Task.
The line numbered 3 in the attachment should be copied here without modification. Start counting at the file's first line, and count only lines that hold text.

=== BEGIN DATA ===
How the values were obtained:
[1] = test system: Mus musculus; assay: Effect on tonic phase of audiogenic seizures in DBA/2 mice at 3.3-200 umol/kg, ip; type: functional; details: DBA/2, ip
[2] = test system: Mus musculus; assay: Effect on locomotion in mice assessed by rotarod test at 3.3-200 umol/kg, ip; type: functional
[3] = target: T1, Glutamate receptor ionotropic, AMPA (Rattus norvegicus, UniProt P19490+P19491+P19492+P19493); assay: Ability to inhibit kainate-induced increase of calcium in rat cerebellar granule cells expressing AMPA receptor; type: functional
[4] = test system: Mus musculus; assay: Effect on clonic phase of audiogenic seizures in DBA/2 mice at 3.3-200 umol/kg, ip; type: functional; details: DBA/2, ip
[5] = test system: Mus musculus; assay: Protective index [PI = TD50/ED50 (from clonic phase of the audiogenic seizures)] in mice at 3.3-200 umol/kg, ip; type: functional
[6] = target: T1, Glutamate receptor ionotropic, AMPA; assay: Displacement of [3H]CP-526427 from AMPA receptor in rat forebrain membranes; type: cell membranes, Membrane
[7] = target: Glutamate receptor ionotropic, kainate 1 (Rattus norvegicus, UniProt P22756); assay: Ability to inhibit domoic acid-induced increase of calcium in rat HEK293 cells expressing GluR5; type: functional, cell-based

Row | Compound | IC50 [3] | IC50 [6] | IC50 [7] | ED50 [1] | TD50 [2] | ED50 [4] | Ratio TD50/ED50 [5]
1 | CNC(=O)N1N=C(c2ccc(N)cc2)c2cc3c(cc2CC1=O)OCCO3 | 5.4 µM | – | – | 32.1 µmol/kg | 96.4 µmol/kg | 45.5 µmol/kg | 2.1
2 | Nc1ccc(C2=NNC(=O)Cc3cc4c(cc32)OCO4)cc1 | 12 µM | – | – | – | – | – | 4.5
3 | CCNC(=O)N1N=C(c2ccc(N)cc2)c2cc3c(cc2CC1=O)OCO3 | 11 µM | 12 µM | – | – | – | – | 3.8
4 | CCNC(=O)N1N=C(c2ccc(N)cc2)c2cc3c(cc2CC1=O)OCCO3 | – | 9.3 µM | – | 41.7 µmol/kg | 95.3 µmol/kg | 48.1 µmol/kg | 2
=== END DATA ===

[2] = test system: Mus musculus; assay: Effect on locomotion in mice assessed by rotarod test at 3.3-200 umol/kg, ip; type: functional